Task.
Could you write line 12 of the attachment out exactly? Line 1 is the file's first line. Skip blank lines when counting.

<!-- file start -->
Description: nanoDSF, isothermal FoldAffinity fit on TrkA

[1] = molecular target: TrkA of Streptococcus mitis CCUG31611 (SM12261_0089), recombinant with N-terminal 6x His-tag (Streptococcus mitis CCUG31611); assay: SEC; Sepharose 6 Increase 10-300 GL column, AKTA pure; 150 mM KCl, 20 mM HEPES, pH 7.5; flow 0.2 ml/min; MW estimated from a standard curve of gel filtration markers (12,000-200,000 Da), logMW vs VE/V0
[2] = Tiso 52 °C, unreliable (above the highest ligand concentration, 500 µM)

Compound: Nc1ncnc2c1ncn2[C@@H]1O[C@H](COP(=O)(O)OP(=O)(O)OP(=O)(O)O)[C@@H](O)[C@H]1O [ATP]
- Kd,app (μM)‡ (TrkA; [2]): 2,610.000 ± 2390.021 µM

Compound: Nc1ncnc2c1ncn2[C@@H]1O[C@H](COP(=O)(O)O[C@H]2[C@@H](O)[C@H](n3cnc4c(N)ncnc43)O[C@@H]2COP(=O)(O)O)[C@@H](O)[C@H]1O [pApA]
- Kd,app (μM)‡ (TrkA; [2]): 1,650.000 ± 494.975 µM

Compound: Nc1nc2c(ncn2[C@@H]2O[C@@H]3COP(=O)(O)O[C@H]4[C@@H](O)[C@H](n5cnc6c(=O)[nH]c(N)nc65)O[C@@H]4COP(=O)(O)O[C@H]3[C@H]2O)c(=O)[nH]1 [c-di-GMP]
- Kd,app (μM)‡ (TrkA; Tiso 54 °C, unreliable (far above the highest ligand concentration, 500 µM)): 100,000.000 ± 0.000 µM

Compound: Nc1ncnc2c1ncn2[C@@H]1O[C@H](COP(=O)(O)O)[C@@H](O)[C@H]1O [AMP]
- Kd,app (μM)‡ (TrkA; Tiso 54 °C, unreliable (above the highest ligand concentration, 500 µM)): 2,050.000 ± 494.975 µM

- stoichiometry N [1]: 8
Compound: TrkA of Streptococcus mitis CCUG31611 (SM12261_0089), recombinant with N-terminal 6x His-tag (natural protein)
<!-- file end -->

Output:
- stoichiometry N [1]: 8